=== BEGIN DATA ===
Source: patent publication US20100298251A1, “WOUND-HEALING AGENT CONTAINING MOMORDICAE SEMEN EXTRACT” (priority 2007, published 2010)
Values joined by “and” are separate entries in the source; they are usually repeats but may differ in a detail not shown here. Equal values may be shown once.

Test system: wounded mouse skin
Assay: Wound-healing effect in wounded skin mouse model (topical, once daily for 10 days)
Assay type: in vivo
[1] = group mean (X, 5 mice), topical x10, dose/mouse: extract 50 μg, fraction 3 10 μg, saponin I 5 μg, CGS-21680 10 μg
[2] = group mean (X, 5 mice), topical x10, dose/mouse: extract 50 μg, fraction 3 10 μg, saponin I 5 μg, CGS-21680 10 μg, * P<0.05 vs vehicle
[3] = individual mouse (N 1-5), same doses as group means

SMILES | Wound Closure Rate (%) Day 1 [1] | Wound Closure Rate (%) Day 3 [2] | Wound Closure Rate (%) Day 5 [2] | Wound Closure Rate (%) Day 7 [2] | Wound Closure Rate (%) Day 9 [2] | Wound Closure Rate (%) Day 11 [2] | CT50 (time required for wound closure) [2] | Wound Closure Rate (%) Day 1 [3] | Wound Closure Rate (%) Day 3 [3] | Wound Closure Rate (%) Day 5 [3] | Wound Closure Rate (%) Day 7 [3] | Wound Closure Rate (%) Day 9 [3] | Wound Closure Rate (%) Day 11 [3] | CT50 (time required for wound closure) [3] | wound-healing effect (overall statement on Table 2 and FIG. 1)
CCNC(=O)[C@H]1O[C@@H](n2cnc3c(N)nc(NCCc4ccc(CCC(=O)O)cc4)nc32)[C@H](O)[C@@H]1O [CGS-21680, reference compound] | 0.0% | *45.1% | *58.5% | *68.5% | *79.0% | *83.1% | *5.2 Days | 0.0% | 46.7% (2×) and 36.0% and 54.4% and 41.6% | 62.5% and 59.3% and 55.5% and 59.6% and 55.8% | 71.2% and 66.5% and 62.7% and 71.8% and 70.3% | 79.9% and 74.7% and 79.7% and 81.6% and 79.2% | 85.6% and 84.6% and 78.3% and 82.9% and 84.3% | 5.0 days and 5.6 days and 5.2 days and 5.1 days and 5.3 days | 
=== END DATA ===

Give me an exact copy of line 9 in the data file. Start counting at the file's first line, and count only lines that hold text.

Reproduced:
SMILES | Wound Closure Rate (%) Day 1 [1] | Wound Closure Rate (%) Day 3 [2] | Wound Closure Rate (%) Day 5 [2] | Wound Closure Rate (%) Day 7 [2] | Wound Closure Rate (%) Day 9 [2] | Wound Closure Rate (%) Day 11 [2] | CT50 (time required for wound closure) [2] | Wound Closure Rate (%) Day 1 [3] | Wound Closure Rate (%) Day 3 [3] | Wound Closure Rate (%) Day 5 [3] | Wound Closure Rate (%) Day 7 [3] | Wound Closure Rate (%) Day 9 [3] | Wound Closure Rate (%) Day 11 [3] | CT50 (time required for wound closure) [3] | wound-healing effect (overall statement on Table 2 and FIG. 1)